By Casey Harper (The Center Square)
The federal debt will increase by $1.4 trillion in 2022 as President Joe Biden and Congress approve multiple new spending packages.
The Congressional Budget Office has released the final details of federal spending in 2022, with the federal government running a $1.4 trillion deficit last year and borrowing nearly $82 billion in December alone.
“It’s not a pretty picture any way you look at it,” said Maya McGuinness, chairwoman of the Committee for a Responsible Federal Budget. “There are times to borrow — during a pandemic or major recession — and there are times when we reduce debt, like when the economy is strong and inflation is hot.”
McGuinness pointed to last year’s debt totals of $10,000 per household and more than $4 billion per day.
The federal debt topped $31 trillion in the fall.
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The high debt was fueled in part by a rash of several trillion dollars in additional spending bills since Biden took office. Initially, that spending received broad support as a response to the pandemic, but later bills drew more opposition from Republicans.
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Biden has campaigned on reducing the deficit from $2.8 trillion to $1.4 trillion last year. While that may be true, the $1.4 trillion figure is still higher than when he took office. In 2019, the budget deficit was less than a trillion dollars.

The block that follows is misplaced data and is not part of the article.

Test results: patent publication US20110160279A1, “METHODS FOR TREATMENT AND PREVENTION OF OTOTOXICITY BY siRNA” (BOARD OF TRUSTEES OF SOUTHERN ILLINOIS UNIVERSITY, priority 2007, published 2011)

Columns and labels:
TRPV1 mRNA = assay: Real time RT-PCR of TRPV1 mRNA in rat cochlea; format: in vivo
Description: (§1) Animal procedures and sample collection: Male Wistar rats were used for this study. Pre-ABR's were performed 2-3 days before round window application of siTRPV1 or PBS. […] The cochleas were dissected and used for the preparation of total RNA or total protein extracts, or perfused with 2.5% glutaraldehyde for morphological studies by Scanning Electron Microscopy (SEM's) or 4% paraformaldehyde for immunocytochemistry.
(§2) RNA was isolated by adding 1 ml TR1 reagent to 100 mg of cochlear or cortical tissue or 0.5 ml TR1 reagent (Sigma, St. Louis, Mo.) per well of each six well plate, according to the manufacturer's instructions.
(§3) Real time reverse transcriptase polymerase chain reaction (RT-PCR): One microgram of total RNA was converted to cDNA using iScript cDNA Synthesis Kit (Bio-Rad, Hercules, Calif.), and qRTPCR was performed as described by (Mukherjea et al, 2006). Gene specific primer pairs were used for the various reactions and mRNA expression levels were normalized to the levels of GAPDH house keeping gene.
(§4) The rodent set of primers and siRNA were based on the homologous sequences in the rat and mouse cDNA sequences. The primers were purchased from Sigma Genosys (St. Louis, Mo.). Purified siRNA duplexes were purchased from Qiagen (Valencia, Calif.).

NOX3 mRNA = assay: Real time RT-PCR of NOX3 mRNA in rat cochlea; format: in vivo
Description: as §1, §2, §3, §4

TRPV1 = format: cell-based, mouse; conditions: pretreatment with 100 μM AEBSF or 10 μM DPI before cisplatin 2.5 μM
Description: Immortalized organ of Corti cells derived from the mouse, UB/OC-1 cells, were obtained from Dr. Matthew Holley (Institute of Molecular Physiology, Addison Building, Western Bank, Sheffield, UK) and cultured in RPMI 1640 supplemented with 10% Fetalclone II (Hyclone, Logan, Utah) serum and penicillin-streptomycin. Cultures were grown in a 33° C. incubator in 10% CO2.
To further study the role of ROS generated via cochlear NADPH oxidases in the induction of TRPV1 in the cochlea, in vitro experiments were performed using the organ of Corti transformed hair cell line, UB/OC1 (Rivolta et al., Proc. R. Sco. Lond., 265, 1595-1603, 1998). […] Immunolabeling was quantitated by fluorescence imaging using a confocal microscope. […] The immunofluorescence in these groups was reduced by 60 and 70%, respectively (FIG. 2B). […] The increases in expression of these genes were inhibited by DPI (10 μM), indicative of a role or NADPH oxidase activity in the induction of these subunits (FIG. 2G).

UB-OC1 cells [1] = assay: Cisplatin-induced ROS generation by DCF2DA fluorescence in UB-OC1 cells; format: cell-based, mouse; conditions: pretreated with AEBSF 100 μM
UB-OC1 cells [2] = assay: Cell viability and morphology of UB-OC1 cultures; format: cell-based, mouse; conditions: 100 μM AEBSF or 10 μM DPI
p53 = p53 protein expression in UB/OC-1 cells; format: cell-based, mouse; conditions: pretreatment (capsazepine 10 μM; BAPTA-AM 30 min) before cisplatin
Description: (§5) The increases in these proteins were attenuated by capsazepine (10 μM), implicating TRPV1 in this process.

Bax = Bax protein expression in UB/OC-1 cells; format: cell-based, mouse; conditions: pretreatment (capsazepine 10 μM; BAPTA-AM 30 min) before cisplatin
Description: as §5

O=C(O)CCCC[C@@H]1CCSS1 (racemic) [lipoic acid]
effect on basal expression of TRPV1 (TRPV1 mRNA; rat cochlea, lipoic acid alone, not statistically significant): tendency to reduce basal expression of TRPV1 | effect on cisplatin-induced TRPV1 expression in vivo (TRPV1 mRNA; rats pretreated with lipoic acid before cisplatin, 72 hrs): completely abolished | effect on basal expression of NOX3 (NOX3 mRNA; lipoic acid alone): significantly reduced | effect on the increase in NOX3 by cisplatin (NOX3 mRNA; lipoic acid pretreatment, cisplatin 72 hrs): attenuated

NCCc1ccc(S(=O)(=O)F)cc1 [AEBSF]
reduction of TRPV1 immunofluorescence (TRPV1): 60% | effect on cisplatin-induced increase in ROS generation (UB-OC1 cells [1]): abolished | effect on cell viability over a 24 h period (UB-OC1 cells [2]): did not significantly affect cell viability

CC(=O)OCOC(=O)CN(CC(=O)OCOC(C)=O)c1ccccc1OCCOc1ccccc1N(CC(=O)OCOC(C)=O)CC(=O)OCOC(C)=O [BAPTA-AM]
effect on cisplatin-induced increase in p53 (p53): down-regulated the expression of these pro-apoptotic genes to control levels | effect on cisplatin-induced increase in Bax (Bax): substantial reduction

“We need a fresh start in 2023 for how we budget, spend and borrow,” McGuinness said. “Members of Congress who are serious about the nation’s fiscal health must commit to passing a budget, not engaging in new debt, and coming up with a reasonable savings package to help reduce our debt.”
Without changes, the future of debt and deficits looks bleak. The Congressional Budget Office last summer released its economic outlook for the next decade and projected a record high debt level relative to the nation’s gross domestic product.
“CBO projects that the federal budget deficit will shrink to $1.0 trillion in 2022 (it was $2.8 trillion last year) and the annual deficit will average $1.6 trillion from 2023 to 2032,” CBO said. The deficit continues to decline as a percentage of gross domestic product (GDP) next year as spending related to the coronavirus pandemic wanes, but then the deficit will increase, reaching 6.1 percent of GDP in 2032. The deficit is only six times that. Since 1946.”
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Syndicated with permission from The Center Square.